The oldest runner in this year’s London Marathon has told how he is preparing to complete the gruelling race for the twentieth time – aged 86.
Sprightly grandfather-of-one Paul Freedman, who took up running at the age of 61, has been training for Sunday's 26.2 mile course by running 10 miles three times a week.
Paul, who has completed over 170 half marathons, is so fit that he ran a previous London Marathon just one year after suffering a massive heart attack.
In 2008 the keen fundraiser was appointed MBE by the Queen for his services to the community after he raised a staggering #80,000 for different charities.
Retired retail buyer Paul, from Hornchurch, Essex, yesterday (Thurs) revealed he is proud of his age and will be giving tips to first time runners during the race.
He said: ''I took up running when I was 61 because I had been stuck in a desk job but I had always been an active person.
''It is the crowd that push you round the marathon course and I crack jokes as I am going round to keep people's spirits up.
''The organisers rang me up last week to tell me I was the oldest runner and I am very proud of my age. The second oldest runner is four years younger then me.
I give some of the other younger runners tips.
If you are watching the race on TV look out for the bald man running on his knees.
''I would rather be 46 than 86, but there is no reason I can't do the race at my age. My target this year is to finish the race in under 6 hours.''
Father-of-one Paul has run the London marathon 19 times and completed 170 half marathons after he took up running as a hobby 25 years ago.
He was inspired to start fundraising for the St Francis Hospice, Essex, after his wife Reene died of lung cancer in 2007.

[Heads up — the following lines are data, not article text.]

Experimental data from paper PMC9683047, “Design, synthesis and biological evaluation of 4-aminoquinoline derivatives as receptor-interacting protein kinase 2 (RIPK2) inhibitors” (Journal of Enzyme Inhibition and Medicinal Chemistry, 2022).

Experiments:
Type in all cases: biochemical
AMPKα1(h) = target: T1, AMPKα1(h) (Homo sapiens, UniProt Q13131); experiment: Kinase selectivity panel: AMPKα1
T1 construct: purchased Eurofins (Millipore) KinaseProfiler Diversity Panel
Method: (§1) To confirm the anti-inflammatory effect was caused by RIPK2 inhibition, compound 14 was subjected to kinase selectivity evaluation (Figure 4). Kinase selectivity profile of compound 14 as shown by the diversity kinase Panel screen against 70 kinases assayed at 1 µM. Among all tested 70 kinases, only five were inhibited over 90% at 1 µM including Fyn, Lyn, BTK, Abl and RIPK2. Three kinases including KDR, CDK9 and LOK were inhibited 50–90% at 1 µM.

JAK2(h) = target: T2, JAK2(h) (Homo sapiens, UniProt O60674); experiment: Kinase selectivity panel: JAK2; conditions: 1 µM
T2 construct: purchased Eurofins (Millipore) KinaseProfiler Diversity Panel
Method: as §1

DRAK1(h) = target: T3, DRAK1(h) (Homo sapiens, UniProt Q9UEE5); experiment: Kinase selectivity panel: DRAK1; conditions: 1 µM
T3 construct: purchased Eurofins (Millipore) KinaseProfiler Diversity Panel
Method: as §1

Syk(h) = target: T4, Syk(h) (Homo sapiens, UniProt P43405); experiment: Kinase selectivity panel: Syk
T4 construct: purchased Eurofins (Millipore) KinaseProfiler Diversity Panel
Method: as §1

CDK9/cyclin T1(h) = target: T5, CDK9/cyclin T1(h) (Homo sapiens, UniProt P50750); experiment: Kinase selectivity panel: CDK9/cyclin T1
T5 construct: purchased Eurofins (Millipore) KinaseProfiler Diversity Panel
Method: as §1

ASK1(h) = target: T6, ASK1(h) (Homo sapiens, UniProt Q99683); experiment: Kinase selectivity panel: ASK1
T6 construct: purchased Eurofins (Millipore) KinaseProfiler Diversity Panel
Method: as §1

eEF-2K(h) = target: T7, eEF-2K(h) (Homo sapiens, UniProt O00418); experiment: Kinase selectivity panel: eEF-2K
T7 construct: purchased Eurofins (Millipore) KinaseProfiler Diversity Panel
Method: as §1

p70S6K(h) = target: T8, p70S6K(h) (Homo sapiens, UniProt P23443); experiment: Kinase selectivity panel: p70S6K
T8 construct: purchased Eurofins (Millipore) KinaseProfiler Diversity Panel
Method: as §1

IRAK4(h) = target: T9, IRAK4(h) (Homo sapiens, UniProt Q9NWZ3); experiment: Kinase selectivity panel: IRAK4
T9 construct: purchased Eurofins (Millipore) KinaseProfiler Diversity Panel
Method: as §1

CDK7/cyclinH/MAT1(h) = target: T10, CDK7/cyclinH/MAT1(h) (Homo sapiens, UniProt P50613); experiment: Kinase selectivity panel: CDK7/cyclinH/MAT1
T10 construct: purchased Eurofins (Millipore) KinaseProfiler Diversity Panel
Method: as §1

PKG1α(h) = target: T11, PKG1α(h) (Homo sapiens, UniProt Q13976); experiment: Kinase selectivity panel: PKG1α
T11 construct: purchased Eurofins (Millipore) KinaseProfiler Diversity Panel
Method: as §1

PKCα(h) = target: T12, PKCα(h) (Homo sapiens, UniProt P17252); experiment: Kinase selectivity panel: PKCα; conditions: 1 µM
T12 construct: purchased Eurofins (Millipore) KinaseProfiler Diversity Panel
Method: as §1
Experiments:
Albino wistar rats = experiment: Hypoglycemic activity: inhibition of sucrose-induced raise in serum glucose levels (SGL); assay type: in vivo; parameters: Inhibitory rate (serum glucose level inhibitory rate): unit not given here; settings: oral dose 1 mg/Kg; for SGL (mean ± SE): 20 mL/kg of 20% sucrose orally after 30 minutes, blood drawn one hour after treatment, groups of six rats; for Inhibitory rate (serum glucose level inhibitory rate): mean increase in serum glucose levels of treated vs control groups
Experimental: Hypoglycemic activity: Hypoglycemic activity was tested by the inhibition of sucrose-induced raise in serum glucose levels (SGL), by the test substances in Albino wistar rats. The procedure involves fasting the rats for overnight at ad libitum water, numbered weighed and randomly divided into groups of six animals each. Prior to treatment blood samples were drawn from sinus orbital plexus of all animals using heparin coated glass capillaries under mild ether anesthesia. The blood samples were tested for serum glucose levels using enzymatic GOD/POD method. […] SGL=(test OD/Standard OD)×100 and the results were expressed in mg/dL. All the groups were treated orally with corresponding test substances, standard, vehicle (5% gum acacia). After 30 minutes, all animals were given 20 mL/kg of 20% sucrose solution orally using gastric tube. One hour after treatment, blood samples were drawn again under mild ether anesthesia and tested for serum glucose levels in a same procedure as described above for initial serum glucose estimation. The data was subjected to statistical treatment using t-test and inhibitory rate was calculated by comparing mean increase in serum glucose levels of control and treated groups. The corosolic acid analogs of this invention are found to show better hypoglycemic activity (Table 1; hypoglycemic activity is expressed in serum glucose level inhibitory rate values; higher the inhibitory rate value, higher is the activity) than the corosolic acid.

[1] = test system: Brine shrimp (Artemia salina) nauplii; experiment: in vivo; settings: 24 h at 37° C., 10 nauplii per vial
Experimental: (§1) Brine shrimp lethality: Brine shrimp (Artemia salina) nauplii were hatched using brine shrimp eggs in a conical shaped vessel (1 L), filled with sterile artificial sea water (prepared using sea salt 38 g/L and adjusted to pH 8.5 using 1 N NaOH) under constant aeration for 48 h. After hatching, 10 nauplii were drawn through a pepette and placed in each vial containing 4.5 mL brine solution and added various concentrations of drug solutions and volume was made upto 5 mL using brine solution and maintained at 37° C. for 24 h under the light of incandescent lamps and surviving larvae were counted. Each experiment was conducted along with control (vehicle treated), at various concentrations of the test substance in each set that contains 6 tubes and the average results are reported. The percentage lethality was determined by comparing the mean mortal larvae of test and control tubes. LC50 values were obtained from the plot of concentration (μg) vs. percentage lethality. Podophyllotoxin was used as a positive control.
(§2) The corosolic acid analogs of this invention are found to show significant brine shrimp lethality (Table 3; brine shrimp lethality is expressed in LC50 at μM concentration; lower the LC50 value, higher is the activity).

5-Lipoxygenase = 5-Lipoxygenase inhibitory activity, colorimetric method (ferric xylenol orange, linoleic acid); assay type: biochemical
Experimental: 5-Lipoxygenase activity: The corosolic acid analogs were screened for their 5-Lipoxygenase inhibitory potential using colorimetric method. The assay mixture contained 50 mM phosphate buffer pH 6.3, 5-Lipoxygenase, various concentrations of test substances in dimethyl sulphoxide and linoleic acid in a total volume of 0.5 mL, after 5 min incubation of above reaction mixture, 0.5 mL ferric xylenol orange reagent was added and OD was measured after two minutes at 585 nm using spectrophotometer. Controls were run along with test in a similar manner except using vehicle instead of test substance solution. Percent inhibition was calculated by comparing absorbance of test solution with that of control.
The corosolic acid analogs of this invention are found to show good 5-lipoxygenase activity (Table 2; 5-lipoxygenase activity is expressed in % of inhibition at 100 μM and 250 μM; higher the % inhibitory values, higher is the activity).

So far he has raised nearly £80,000 from his fundraising events and was awarded an MBE by the Queen in 2008 in recognition of his charity work.
Marathon-mad Paul has dedicated an entire room in his home to all the medals and memorabilia from the races he has entered.
This Sunday will be the 20th time Paul has crossed the London Marathon finish line and he is determined to complete the race in under six hours.
Dedicated Paul added: ''I had a heart attack in 2003 and was in hospital for three weeks. I wasn't allowed to run the 2004 marathon after that which I wasn't happy about.
''The doctors told my son I would need a pace-maker but because I was so fit I didn't need one.
''I still go to the hospice where they cared for my wife Reene every Christmas and I put on shows for them to fundraise too.
''I will be wearing orange for the hospice and my bib will have 'officially the oldest runner' on it.
''When I won the MBE I told the Queen I ran the marathon every year and she said: 'you run right past my house'. I wanted to say 'yes, but you never wave at me.''
Nicola Okey, spokeswoman for the Virgin London Marathon, confirmed that Paul is the oldest entrant in this year's race.
She said: ''Paul is our oldest entrant this year and it's great to see him taking part for such a worthwhile cause.
''What he's doing should be an inspiration to all of us and proves that you are never too old to take part.
''Paul has done a lot of training and it's not his first marathon so he knows what to expect and I'm sure he'll cross the line for the 20th time.''
Paul hopes to raise £10,000 this year by running the London Marathon. To sponsor him visit www.justgiving.com/Paul-Freedman.
The oldest official London Marathon runner is Fauja Singh, from Essex, who completed the race in 6 hours, 7 minutes at the age of 93 in 2004.
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